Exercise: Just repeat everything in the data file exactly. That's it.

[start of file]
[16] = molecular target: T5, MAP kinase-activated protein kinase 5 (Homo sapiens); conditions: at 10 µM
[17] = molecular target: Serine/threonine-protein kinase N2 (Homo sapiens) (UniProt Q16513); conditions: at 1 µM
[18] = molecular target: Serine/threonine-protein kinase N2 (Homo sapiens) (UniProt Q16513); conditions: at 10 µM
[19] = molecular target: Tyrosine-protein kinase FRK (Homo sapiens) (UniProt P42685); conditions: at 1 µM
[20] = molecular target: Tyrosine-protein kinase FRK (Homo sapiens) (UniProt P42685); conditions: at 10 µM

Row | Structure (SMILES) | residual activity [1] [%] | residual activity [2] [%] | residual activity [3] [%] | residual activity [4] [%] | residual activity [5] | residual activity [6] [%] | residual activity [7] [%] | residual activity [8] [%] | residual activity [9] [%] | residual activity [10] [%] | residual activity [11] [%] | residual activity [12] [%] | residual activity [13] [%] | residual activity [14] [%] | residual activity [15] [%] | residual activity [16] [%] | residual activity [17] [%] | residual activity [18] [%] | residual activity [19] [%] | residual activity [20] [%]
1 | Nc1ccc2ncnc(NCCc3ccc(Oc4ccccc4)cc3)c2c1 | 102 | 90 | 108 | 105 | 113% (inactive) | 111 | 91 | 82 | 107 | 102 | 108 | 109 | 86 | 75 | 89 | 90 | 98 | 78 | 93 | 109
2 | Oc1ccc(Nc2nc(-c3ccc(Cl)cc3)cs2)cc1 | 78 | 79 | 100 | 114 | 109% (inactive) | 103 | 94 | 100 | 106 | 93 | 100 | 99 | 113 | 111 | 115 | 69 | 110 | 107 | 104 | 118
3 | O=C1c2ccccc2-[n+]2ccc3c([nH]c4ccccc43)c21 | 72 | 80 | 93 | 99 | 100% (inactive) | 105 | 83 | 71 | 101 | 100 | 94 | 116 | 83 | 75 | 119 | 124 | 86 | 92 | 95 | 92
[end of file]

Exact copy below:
[16] = molecular target: T5, MAP kinase-activated protein kinase 5 (Homo sapiens); conditions: at 10 µM
[17] = molecular target: Serine/threonine-protein kinase N2 (Homo sapiens) (UniProt Q16513); conditions: at 1 µM
[18] = molecular target: Serine/threonine-protein kinase N2 (Homo sapiens) (UniProt Q16513); conditions: at 10 µM
[19] = molecular target: Tyrosine-protein kinase FRK (Homo sapiens) (UniProt P42685); conditions: at 1 µM
[20] = molecular target: Tyrosine-protein kinase FRK (Homo sapiens) (UniProt P42685); conditions: at 10 µM

Row | Structure (SMILES) | residual activity [1] [%] | residual activity [2] [%] | residual activity [3] [%] | residual activity [4] [%] | residual activity [5] | residual activity [6] [%] | residual activity [7] [%] | residual activity [8] [%] | residual activity [9] [%] | residual activity [10] [%] | residual activity [11] [%] | residual activity [12] [%] | residual activity [13] [%] | residual activity [14] [%] | residual activity [15] [%] | residual activity [16] [%] | residual activity [17] [%] | residual activity [18] [%] | residual activity [19] [%] | residual activity [20] [%]
1 | Nc1ccc2ncnc(NCCc3ccc(Oc4ccccc4)cc3)c2c1 | 102 | 90 | 108 | 105 | 113% (inactive) | 111 | 91 | 82 | 107 | 102 | 108 | 109 | 86 | 75 | 89 | 90 | 98 | 78 | 93 | 109
2 | Oc1ccc(Nc2nc(-c3ccc(Cl)cc3)cs2)cc1 | 78 | 79 | 100 | 114 | 109% (inactive) | 103 | 94 | 100 | 106 | 93 | 100 | 99 | 113 | 111 | 115 | 69 | 110 | 107 | 104 | 118
3 | O=C1c2ccccc2-[n+]2ccc3c([nH]c4ccccc43)c21 | 72 | 80 | 93 | 99 | 100% (inactive) | 105 | 83 | 71 | 101 | 100 | 94 | 116 | 83 | 75 | 119 | 124 | 86 | 92 | 95 | 92